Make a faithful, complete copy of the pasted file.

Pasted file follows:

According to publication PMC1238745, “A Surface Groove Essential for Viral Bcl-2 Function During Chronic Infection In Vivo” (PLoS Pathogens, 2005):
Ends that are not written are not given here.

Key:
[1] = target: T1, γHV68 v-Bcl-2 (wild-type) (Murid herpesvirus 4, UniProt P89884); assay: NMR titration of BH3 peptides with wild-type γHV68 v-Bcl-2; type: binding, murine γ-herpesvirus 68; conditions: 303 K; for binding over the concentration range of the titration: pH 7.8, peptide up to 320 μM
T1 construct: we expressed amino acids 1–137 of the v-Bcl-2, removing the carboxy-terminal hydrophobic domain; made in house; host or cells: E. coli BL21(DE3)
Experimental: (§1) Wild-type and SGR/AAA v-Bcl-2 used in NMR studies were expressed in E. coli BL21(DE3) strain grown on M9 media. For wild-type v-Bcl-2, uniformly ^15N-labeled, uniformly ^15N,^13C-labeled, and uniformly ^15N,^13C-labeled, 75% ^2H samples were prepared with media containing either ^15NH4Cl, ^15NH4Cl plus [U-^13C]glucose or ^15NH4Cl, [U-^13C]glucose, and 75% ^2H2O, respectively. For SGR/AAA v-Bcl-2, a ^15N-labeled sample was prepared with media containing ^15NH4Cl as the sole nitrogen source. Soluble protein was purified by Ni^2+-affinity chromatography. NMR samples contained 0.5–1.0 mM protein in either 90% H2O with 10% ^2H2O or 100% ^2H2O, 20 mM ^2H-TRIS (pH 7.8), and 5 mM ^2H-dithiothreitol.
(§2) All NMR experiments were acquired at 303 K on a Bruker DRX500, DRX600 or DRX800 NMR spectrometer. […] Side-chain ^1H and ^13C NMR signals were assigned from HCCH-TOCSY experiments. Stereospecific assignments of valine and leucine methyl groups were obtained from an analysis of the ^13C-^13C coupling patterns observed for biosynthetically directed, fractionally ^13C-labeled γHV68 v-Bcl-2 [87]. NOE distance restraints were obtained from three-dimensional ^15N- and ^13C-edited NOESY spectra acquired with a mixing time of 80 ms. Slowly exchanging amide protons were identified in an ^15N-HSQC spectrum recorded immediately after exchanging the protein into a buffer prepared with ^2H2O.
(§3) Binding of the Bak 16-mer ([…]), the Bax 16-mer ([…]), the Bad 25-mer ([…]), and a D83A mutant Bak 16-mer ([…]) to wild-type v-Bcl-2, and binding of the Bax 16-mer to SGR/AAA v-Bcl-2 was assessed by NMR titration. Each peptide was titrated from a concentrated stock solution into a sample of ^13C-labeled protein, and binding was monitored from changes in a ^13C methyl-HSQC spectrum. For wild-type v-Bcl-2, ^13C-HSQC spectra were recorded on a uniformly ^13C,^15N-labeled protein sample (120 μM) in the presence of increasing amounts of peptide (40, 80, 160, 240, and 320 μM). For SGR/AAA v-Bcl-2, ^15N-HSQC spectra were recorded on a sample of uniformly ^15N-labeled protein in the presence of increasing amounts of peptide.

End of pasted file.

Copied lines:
According to publication PMC1238745, “A Surface Groove Essential for Viral Bcl-2 Function During Chronic Infection In Vivo” (PLoS Pathogens, 2005):
Ends that are not written are not given here.

Key:
[1] = target: T1, γHV68 v-Bcl-2 (wild-type) (Murid herpesvirus 4, UniProt P89884); assay: NMR titration of BH3 peptides with wild-type γHV68 v-Bcl-2; type: binding, murine γ-herpesvirus 68; conditions: 303 K; for binding over the concentration range of the titration: pH 7.8, peptide up to 320 μM
T1 construct: we expressed amino acids 1–137 of the v-Bcl-2, removing the carboxy-terminal hydrophobic domain; made in house; host or cells: E. coli BL21(DE3)
Experimental: (§1) Wild-type and SGR/AAA v-Bcl-2 used in NMR studies were expressed in E. coli BL21(DE3) strain grown on M9 media. For wild-type v-Bcl-2, uniformly ^15N-labeled, uniformly ^15N,^13C-labeled, and uniformly ^15N,^13C-labeled, 75% ^2H samples were prepared with media containing either ^15NH4Cl, ^15NH4Cl plus [U-^13C]glucose or ^15NH4Cl, [U-^13C]glucose, and 75% ^2H2O, respectively. For SGR/AAA v-Bcl-2, a ^15N-labeled sample was prepared with media containing ^15NH4Cl as the sole nitrogen source. Soluble protein was purified by Ni^2+-affinity chromatography. NMR samples contained 0.5–1.0 mM protein in either 90% H2O with 10% ^2H2O or 100% ^2H2O, 20 mM ^2H-TRIS (pH 7.8), and 5 mM ^2H-dithiothreitol.
(§2) All NMR experiments were acquired at 303 K on a Bruker DRX500, DRX600 or DRX800 NMR spectrometer. […] Side-chain ^1H and ^13C NMR signals were assigned from HCCH-TOCSY experiments. Stereospecific assignments of valine and leucine methyl groups were obtained from an analysis of the ^13C-^13C coupling patterns observed for biosynthetically directed, fractionally ^13C-labeled γHV68 v-Bcl-2 [87]. NOE distance restraints were obtained from three-dimensional ^15N- and ^13C-edited NOESY spectra acquired with a mixing time of 80 ms. Slowly exchanging amide protons were identified in an ^15N-HSQC spectrum recorded immediately after exchanging the protein into a buffer prepared with ^2H2O.
(§3) Binding of the Bak 16-mer ([…]), the Bax 16-mer ([…]), the Bad 25-mer ([…]), and a D83A mutant Bak 16-mer ([…]) to wild-type v-Bcl-2, and binding of the Bax 16-mer to SGR/AAA v-Bcl-2 was assessed by NMR titration. Each peptide was titrated from a concentrated stock solution into a sample of ^13C-labeled protein, and binding was monitored from changes in a ^13C methyl-HSQC spectrum. For wild-type v-Bcl-2, ^13C-HSQC spectra were recorded on a uniformly ^13C,^15N-labeled protein sample (120 μM) in the presence of increasing amounts of peptide (40, 80, 160, 240, and 320 μM). For SGR/AAA v-Bcl-2, ^15N-HSQC spectra were recorded on a sample of uniformly ^15N-labeled protein in the presence of increasing amounts of peptide.